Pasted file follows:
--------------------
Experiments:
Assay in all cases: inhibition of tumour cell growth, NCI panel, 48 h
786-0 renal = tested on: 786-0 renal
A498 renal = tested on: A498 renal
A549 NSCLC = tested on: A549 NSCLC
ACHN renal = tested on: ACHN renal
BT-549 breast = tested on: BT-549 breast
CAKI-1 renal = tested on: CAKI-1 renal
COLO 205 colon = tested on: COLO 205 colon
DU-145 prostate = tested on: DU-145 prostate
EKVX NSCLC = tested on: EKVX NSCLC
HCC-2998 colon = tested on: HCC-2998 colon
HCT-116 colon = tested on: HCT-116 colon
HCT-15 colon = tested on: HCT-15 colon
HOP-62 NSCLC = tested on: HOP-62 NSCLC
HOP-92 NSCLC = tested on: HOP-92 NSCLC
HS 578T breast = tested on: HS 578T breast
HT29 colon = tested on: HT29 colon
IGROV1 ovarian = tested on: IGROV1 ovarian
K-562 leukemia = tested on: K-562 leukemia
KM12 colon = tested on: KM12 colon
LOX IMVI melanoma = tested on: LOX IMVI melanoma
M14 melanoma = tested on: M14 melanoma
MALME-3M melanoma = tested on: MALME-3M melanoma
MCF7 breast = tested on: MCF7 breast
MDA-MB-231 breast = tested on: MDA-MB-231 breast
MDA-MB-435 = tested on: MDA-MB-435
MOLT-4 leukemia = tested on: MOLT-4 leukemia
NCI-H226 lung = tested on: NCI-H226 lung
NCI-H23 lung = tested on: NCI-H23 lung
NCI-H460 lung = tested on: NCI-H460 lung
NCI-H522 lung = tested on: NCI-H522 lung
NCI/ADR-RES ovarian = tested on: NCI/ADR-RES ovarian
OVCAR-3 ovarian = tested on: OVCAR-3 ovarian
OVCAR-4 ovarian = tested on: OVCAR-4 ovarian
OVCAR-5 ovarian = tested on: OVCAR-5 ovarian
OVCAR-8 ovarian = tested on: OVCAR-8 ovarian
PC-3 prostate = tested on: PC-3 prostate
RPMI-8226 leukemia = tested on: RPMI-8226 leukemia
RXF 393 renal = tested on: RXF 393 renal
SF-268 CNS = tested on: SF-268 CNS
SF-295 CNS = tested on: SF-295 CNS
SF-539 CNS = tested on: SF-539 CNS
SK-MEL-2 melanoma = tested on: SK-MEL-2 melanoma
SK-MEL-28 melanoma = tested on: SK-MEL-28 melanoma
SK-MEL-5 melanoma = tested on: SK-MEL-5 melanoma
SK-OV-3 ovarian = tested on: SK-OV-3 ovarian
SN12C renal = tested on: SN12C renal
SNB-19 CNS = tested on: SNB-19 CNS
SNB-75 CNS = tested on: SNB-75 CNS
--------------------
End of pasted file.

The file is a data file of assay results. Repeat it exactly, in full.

Experiments:
Assay in all cases: inhibition of tumour cell growth, NCI panel, 48 h
786-0 renal = tested on: 786-0 renal
A498 renal = tested on: A498 renal
A549 NSCLC = tested on: A549 NSCLC
ACHN renal = tested on: ACHN renal
BT-549 breast = tested on: BT-549 breast
CAKI-1 renal = tested on: CAKI-1 renal
COLO 205 colon = tested on: COLO 205 colon
DU-145 prostate = tested on: DU-145 prostate
EKVX NSCLC = tested on: EKVX NSCLC
HCC-2998 colon = tested on: HCC-2998 colon
HCT-116 colon = tested on: HCT-116 colon
HCT-15 colon = tested on: HCT-15 colon
HOP-62 NSCLC = tested on: HOP-62 NSCLC
HOP-92 NSCLC = tested on: HOP-92 NSCLC
HS 578T breast = tested on: HS 578T breast
HT29 colon = tested on: HT29 colon
IGROV1 ovarian = tested on: IGROV1 ovarian
K-562 leukemia = tested on: K-562 leukemia
KM12 colon = tested on: KM12 colon
LOX IMVI melanoma = tested on: LOX IMVI melanoma
M14 melanoma = tested on: M14 melanoma
MALME-3M melanoma = tested on: MALME-3M melanoma
MCF7 breast = tested on: MCF7 breast
MDA-MB-231 breast = tested on: MDA-MB-231 breast
MDA-MB-435 = tested on: MDA-MB-435
MOLT-4 leukemia = tested on: MOLT-4 leukemia
NCI-H226 lung = tested on: NCI-H226 lung
NCI-H23 lung = tested on: NCI-H23 lung
NCI-H460 lung = tested on: NCI-H460 lung
NCI-H522 lung = tested on: NCI-H522 lung
NCI/ADR-RES ovarian = tested on: NCI/ADR-RES ovarian
OVCAR-3 ovarian = tested on: OVCAR-3 ovarian
OVCAR-4 ovarian = tested on: OVCAR-4 ovarian
OVCAR-5 ovarian = tested on: OVCAR-5 ovarian
OVCAR-8 ovarian = tested on: OVCAR-8 ovarian
PC-3 prostate = tested on: PC-3 prostate
RPMI-8226 leukemia = tested on: RPMI-8226 leukemia
RXF 393 renal = tested on: RXF 393 renal
SF-268 CNS = tested on: SF-268 CNS
SF-295 CNS = tested on: SF-295 CNS
SF-539 CNS = tested on: SF-539 CNS
SK-MEL-2 melanoma = tested on: SK-MEL-2 melanoma
SK-MEL-28 melanoma = tested on: SK-MEL-28 melanoma
SK-MEL-5 melanoma = tested on: SK-MEL-5 melanoma
SK-OV-3 ovarian = tested on: SK-OV-3 ovarian
SN12C renal = tested on: SN12C renal
SNB-19 CNS = tested on: SNB-19 CNS
SNB-75 CNS = tested on: SNB-75 CNS